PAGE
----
Ten kilometers, eleven kilometers, twelve, fifteen, twenty … and then, after E troop reported that they’d secured the crash site, there was excited chatter from our own Red (scout) platoon about a nearby airfield, which was decidedly not unoccupied. Reports from 2nd squadron came through: wire fence, tanks, PCs, and anti-aircraft weapons on the objective. Cyclone troop’s CO ordered the tanks forward, coming on-line within about 2,500 meters of the southern edge of the airfield. I could see the tower with my unaided eye, but pulled out the binocs to get a look at the rest of the situation.

Initially, E and F troop reported that the vehicles on the airfield might be abandoned, but then enemy troops were witnessed re-mounting them and all three of E, F, and G troops started taking fire. Cyclone troop responded, and with vigor. The LT gave the fire command, I armed the already-loaded gun, and SGT Planter loosed a HEAT round toward a PC—which hit the fence first, and prematurely detonated. While it was flying downrange at approximately 1,500 meters/second, I threw a second HEAT round into the breech and rearmed the main gun. This time, an Iraqi BMP exploded from our HEAT round, and after I’d reloaded the main gun again SGT Planter turned back to me and said “we got it!” with the cheesiest, shit-eating grin on his face. I replied in kind, and we threw each other a high-five over the top of the main gun breech.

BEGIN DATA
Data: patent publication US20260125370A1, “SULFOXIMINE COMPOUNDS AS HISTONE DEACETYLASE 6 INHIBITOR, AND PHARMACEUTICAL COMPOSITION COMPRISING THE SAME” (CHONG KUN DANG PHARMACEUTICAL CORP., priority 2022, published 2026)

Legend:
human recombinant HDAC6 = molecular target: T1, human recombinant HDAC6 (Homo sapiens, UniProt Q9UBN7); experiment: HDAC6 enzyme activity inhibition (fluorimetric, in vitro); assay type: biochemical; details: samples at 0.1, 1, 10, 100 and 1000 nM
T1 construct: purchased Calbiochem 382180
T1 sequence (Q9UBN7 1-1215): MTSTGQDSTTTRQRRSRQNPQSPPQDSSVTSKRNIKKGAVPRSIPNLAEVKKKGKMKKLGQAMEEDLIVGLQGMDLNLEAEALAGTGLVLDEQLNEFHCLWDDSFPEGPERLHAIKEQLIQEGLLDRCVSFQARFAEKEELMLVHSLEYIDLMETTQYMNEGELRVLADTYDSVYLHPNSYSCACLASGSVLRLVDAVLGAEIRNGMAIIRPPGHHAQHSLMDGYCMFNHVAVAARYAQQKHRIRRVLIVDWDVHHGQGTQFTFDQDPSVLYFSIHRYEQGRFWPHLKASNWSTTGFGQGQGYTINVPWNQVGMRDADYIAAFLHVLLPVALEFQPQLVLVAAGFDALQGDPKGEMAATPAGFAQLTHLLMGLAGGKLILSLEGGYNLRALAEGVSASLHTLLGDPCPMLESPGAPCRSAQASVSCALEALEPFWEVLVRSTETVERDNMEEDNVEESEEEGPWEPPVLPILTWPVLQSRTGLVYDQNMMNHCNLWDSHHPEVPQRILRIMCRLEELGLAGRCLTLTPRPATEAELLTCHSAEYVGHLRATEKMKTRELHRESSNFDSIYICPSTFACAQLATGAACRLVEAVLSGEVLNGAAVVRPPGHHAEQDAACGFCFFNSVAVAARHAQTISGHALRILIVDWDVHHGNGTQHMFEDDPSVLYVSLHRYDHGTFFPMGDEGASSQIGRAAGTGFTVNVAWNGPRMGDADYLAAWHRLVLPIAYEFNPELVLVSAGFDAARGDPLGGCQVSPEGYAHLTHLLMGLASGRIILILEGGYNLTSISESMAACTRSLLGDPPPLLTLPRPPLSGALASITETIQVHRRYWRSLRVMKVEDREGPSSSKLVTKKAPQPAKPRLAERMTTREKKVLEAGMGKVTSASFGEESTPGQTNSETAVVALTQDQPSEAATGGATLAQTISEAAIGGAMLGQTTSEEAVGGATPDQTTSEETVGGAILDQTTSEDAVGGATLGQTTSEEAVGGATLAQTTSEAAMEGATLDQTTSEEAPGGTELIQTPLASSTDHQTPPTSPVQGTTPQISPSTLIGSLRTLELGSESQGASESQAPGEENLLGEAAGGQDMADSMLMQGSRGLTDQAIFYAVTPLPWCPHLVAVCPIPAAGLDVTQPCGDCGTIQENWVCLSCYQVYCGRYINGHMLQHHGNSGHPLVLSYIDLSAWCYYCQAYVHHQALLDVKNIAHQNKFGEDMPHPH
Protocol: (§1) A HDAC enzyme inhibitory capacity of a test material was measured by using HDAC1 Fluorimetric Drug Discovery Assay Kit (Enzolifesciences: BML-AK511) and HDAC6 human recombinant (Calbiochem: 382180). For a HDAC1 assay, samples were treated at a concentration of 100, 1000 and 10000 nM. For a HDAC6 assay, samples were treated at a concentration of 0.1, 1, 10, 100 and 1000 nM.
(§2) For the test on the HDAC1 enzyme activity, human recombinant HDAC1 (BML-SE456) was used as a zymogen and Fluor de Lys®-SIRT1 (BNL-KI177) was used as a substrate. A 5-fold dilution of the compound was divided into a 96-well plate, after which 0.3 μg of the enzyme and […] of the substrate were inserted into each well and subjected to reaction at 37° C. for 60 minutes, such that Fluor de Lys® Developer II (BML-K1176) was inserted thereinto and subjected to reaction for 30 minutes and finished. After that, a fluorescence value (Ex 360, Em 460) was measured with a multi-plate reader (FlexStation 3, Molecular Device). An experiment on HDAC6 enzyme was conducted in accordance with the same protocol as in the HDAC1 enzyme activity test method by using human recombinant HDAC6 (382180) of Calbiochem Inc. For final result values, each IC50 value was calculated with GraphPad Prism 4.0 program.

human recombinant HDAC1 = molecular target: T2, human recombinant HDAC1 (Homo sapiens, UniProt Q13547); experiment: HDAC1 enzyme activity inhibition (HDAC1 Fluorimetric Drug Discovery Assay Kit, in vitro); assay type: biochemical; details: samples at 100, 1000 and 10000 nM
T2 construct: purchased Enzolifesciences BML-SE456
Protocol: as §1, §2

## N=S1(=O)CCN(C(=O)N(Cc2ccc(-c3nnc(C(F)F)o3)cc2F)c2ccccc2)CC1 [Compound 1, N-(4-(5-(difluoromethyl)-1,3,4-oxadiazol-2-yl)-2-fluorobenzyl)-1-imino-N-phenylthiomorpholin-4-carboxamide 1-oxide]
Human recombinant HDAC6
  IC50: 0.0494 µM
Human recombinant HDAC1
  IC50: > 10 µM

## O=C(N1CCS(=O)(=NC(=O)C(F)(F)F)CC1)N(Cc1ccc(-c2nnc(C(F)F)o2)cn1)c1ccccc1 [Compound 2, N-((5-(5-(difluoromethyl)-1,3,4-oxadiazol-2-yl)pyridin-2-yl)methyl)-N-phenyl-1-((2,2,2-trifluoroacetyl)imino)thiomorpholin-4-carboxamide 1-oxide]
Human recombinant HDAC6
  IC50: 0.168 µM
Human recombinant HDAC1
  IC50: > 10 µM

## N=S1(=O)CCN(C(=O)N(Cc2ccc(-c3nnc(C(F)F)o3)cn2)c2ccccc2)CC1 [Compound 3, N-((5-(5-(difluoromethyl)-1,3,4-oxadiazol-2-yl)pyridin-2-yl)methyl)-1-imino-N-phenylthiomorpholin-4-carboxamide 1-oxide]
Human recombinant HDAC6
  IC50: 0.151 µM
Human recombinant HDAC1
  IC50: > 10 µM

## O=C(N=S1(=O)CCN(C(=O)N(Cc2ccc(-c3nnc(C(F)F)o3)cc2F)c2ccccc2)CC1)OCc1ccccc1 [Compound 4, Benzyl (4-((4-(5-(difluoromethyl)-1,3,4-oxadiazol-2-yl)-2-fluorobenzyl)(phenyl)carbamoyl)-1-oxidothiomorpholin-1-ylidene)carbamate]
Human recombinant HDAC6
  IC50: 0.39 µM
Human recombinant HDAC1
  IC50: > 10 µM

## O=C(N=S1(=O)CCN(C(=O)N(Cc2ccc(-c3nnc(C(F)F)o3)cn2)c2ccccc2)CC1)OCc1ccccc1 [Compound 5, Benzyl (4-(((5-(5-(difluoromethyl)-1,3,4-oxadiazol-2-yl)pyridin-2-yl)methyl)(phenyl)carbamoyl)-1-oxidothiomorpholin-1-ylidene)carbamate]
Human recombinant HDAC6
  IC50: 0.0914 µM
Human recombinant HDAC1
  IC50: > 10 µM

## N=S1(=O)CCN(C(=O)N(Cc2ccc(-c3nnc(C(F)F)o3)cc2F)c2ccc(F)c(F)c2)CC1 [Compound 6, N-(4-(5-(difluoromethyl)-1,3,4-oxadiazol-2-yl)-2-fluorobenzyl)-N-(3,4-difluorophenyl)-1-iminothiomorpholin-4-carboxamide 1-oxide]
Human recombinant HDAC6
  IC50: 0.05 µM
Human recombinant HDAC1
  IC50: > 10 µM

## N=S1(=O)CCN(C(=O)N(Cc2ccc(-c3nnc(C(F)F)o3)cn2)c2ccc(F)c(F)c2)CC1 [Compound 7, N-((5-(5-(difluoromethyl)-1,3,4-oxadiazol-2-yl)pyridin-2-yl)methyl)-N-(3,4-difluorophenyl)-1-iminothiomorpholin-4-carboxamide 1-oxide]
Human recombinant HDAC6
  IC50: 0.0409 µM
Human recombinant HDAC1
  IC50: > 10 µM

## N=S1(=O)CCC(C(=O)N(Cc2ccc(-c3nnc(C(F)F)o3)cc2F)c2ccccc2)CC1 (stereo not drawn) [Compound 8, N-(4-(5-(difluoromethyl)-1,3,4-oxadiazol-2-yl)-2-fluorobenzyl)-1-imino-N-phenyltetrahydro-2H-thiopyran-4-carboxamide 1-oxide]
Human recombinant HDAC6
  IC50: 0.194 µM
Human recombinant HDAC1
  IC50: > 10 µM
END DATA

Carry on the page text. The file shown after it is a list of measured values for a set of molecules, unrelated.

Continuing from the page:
At this point, the LT left SGT Planter and myself to fight the tank while he ran the platoon, so SGT Planter scanned and found target after target. I loaded, and popped my head up in between shots to scan and watch for impact with binoculars. When main gun targets became scarce, SGT Planter found troops in the open, and lit them up with the coax machine gun.

Several rounds later … couldn’t have been more than 2 minutes … and we got a CEASE FIRE order. Friendly troops were on the airfield collecting prisoners and we didn’t want to have a fratricide incident. Cyclone troop reformed south of the airfield, and continued a movement to contact east. Apparently, air assets had identified additional enemy forces to the east of the airfield, and we set off to investigate.

After a couple of kilometers, RED platoon reported contact with enemy PCs, and we sped up to help out. At least one of the RED platoon Bradleys had knocked out a BMP, which was smoking right in front of my tank maybe thirty meters. It had been occupied, and now was most certainly not, as I could smell that whatever enemy soldiers were in the PC were definitely KIA and burning with the on-fire vehicle.